April 1861–April 1862
Fort Sumter, in the harbor of Charleston, South Carolina, continued to fly the United States flag, even as Confederate forces surrounded it. Lincoln decided to send provisions but no additional troops or ordnance to the fort unless resistance was met. Unwilling to tolerate a U.S. garrison in Southern territory, Confederates began shelling the fort in the pre-dawn hours of April 12, 1861, and Union guns responded. The Civil War had begun.
As the spring and summer of 1861 wore on, hundreds of thousands of white men, most of them ill-trained and unprepared for war, poured into the armed forces of both sides. Anticipating a day when their services would be accepted, African American men in the North formed military training companies, while women on both sides labored on the home front after their men left for war. Most Americans assumed the war would be over by Christmas, but the bloody battle at Manassas, Virginia, and the Union naval blockade of the Confederate coastline suggested otherwise. As the conflict extended into 1862, the North and South readied their armies for a longer fight.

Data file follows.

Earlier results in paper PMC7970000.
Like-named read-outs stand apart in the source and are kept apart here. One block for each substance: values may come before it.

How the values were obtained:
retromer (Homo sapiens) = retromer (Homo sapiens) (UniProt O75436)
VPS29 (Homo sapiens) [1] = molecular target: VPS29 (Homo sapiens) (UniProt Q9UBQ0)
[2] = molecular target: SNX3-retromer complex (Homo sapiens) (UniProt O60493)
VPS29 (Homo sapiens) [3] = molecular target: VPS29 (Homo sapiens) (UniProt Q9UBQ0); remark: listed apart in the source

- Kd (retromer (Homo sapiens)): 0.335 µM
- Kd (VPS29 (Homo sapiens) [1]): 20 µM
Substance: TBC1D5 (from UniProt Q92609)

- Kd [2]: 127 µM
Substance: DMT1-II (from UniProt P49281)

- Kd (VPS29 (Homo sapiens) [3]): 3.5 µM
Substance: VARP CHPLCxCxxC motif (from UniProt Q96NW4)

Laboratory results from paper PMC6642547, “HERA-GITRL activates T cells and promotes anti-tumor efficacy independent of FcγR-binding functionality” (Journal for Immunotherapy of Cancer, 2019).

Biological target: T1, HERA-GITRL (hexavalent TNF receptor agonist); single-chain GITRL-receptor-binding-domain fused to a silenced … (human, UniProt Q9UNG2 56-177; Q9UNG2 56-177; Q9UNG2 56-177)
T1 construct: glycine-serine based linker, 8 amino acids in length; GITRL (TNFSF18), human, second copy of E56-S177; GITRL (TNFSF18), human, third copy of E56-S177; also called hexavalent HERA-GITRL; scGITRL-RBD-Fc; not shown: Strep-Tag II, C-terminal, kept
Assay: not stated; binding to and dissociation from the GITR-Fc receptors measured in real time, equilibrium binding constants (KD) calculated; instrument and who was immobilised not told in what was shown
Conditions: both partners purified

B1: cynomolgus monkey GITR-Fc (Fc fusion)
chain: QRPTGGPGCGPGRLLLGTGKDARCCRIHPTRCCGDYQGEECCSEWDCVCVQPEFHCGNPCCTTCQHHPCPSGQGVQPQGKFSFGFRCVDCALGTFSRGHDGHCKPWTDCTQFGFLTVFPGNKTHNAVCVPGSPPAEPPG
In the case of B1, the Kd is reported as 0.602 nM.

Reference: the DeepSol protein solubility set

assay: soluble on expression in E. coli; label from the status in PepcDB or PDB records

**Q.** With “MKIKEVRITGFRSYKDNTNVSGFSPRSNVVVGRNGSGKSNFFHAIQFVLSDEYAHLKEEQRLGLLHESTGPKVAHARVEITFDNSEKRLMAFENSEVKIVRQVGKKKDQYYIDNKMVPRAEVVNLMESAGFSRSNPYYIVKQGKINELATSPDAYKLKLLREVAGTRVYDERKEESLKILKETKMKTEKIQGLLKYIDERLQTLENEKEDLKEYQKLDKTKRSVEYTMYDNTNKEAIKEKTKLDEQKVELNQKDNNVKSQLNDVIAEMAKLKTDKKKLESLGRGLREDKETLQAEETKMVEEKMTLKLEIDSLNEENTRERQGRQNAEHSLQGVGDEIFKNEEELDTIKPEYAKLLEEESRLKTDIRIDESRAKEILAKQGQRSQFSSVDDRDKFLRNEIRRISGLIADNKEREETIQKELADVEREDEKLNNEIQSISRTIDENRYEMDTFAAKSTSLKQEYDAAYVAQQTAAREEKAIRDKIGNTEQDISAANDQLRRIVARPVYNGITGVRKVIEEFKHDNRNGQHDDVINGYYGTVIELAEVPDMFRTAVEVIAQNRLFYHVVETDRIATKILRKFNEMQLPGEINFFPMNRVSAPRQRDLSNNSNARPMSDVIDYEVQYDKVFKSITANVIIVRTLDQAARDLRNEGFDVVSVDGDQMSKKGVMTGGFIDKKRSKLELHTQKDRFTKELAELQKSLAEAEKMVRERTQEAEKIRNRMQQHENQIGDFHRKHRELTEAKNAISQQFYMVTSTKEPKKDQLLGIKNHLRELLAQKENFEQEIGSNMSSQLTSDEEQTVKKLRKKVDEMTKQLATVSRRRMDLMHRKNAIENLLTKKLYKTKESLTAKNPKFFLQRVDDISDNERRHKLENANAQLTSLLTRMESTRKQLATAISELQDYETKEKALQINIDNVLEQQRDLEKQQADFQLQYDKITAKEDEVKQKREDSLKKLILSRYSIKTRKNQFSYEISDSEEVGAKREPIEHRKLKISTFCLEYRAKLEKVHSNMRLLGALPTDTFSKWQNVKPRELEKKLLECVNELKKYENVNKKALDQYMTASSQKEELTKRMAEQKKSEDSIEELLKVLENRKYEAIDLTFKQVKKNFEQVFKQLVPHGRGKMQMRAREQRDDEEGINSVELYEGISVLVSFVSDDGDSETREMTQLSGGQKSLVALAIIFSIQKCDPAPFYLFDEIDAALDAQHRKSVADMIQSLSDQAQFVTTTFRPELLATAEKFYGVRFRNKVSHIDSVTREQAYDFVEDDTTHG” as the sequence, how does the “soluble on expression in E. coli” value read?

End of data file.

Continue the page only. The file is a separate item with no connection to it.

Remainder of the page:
View all items from April 1861–April 1862 »